Garcia-Galiano D.,University of Cordoba, Spain | Garcia-Galiano D.,CIBER ISCIII | Garcia-Galiano D.,Instituto Maimonides Of Investigacion Biomedica Imibic | Tena-Sempere M.,University of Cordoba, Spain | And 2 more authors.
Current Pharmaceutical Design | Year: 2013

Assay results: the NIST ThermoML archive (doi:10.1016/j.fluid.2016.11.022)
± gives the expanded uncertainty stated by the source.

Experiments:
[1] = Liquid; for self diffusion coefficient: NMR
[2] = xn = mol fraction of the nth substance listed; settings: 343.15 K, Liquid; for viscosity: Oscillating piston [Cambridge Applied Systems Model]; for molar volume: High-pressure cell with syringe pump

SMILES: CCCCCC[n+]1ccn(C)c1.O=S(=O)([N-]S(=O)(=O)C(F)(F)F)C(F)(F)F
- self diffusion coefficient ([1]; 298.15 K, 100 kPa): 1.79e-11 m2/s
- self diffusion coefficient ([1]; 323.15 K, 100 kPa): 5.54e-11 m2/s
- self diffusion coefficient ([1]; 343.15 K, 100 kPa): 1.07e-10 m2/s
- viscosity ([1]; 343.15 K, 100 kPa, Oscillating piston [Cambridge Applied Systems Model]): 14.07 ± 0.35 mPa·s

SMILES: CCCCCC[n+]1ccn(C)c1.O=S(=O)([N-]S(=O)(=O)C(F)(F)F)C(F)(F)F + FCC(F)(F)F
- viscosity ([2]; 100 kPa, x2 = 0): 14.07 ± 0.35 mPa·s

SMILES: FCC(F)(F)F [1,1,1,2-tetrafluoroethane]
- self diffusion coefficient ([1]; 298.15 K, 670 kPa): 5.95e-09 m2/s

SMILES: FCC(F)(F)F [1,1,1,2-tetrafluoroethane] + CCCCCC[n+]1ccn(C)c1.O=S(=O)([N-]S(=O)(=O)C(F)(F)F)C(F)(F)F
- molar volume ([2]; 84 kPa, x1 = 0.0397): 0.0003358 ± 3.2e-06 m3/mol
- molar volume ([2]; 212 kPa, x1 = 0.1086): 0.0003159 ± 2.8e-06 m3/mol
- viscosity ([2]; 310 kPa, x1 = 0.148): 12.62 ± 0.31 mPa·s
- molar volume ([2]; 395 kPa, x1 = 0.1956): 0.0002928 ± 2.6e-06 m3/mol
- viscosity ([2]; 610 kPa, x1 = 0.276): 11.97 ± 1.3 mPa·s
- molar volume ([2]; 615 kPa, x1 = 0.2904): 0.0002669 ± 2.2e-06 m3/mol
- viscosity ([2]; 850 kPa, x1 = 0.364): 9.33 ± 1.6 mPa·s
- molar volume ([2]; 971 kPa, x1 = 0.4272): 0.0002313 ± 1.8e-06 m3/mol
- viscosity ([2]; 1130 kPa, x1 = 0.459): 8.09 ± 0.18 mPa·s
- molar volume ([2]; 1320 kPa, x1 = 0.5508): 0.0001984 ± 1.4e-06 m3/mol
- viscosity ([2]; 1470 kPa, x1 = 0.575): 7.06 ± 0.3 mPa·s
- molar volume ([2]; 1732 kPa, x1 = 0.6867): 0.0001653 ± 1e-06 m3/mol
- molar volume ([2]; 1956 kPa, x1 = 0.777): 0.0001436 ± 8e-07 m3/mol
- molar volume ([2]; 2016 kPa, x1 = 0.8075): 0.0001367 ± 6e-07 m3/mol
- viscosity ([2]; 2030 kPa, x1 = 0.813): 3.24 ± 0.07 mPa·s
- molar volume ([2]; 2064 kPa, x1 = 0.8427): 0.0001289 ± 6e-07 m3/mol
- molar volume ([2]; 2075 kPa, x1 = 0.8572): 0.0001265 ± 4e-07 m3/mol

Nesfatin-1, derived from the precursor NEFA/nucleobindin2 (NUCB2), was initially identified as a feeding-suppressing neuropeptide, acting at central (mainly, hypothalamic) levels in a leptin-independent manner. However, recent experimental evidence strongly suggests that, rather than being a simple anorectic hypothalamic signal, nesfatin-1 operates at different tissues as an integral regulator of energy homeostasis and closely related neuroendocrine functions. On the latter, growing, albeit as yet fragmentary, evidence has pointed out recently that NUCB2/ nesfatin-1 is involved in the regulation of different aspects of reproductive maturation and function, by acting probably at different levels of the hypothalamic-pituitary-gonadal (HPG) axis. As documented by rodent studies, the reproductive facet of nesfatin-1 likely includes (i) a permissive role in (female) pubertal maturation, (ii) stimulatory effects on the gonadotropic axis, whose magnitude, in terms of LH responses, varies depending on the maturational stage and probably the sex and species, and (iii) direct expression and actions in the gonads. These features, together with the proven expression of NUCB2/nesfatin-1 in tissues with essential roles in the metabolic control of reproduction, such as the hypothalamus, adipose and pancreas, support a putative role of nesfatin-1 as neurohormonal signal linking body metabolic status, puberty and fertility. Curiously enough, although its reproductive dimension seems to be conserved in non-mammalian vertebrates, recent studies in goldfish have surfaced predominant inhibitory actions of nesfatin-1 at different levels of the HPG axis in fish. These findings illustrate our as yet limited understanding of this aspect of nesfatin-1 physiology, whose relevance in the joint control of metabolism and reproduction in health and disease warrants further investigation. © 2013 Bentham Science Publishers. Source